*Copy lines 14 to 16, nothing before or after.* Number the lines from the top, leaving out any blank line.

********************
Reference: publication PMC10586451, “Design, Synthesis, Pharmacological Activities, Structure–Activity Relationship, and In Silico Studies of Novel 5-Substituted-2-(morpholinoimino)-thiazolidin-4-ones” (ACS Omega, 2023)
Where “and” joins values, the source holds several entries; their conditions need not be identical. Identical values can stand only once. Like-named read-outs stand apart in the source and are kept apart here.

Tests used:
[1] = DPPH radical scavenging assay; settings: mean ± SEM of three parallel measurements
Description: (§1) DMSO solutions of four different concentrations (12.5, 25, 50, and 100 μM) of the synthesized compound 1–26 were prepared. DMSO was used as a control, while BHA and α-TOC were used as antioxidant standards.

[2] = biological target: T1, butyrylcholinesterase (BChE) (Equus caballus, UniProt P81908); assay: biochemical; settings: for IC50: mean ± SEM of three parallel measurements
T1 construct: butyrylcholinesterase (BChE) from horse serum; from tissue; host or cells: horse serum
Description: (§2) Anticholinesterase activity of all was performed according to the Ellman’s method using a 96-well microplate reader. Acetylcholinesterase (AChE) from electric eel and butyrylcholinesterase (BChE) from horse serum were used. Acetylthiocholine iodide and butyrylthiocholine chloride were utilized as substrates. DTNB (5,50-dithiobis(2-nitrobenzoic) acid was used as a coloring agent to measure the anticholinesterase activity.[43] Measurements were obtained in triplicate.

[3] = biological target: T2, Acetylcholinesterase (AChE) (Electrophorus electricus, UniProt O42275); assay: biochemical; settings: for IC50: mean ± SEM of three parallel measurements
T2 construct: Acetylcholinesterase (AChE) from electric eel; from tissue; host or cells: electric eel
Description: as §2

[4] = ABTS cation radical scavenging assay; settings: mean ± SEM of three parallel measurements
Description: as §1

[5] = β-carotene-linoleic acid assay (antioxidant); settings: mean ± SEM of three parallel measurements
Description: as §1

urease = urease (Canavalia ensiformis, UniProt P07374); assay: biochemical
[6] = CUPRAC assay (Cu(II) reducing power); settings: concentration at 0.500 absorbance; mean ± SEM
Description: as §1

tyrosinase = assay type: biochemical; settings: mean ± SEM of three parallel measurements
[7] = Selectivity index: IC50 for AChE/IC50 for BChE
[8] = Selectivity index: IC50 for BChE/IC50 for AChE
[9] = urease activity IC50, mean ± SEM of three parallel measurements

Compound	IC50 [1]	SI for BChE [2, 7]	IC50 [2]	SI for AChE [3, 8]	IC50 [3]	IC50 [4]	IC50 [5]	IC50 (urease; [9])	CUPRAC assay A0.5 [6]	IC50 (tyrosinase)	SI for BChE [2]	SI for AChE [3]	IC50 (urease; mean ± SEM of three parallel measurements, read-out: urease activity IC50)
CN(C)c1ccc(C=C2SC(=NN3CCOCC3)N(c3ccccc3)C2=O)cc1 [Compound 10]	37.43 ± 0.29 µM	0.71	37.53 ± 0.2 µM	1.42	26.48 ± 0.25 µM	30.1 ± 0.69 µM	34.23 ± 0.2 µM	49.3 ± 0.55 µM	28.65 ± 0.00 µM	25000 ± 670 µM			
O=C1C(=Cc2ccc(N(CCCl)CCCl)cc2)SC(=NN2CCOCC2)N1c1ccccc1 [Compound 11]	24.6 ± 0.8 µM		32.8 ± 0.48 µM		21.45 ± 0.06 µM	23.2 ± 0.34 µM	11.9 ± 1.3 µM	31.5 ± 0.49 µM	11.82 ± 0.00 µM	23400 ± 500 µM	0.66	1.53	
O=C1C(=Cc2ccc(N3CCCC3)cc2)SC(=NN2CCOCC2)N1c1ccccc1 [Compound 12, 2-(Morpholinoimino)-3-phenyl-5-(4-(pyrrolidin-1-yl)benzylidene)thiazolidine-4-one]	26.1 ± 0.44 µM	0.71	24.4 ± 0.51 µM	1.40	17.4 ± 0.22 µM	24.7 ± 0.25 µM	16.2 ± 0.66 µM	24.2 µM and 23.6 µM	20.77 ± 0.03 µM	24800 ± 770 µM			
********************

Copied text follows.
[5] = β-carotene-linoleic acid assay (antioxidant); settings: mean ± SEM of three parallel measurements
Description: as §1

urease = urease (Canavalia ensiformis, UniProt P07374); assay: biochemical